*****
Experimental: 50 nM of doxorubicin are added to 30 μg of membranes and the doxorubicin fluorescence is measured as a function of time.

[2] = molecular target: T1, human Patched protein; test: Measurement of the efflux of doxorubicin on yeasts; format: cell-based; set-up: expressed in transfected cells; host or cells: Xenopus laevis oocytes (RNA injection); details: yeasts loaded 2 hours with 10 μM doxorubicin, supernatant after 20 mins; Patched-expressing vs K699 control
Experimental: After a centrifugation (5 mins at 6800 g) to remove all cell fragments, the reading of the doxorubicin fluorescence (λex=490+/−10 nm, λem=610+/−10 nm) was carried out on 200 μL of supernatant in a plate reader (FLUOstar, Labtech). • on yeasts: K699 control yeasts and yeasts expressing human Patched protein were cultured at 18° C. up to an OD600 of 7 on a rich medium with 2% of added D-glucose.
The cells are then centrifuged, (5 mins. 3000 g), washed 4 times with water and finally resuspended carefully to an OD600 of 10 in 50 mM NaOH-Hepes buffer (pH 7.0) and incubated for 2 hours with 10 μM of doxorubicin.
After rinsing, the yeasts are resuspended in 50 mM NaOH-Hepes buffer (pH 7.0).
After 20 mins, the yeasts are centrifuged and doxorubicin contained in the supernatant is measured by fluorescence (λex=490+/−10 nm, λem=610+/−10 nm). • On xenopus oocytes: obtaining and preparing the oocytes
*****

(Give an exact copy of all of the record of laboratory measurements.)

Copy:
Experimental: 50 nM of doxorubicin are added to 30 μg of membranes and the doxorubicin fluorescence is measured as a function of time.

[2] = molecular target: T1, human Patched protein; test: Measurement of the efflux of doxorubicin on yeasts; format: cell-based; set-up: expressed in transfected cells; host or cells: Xenopus laevis oocytes (RNA injection); details: yeasts loaded 2 hours with 10 μM doxorubicin, supernatant after 20 mins; Patched-expressing vs K699 control
Experimental: After a centrifugation (5 mins at 6800 g) to remove all cell fragments, the reading of the doxorubicin fluorescence (λex=490+/−10 nm, λem=610+/−10 nm) was carried out on 200 μL of supernatant in a plate reader (FLUOstar, Labtech). • on yeasts: K699 control yeasts and yeasts expressing human Patched protein were cultured at 18° C. up to an OD600 of 7 on a rich medium with 2% of added D-glucose.
The cells are then centrifuged, (5 mins. 3000 g), washed 4 times with water and finally resuspended carefully to an OD600 of 10 in 50 mM NaOH-Hepes buffer (pH 7.0) and incubated for 2 hours with 10 μM of doxorubicin.
After rinsing, the yeasts are resuspended in 50 mM NaOH-Hepes buffer (pH 7.0).
After 20 mins, the yeasts are centrifuged and doxorubicin contained in the supernatant is measured by fluorescence (λex=490+/−10 nm, λem=610+/−10 nm). • On xenopus oocytes: obtaining and preparing the oocytes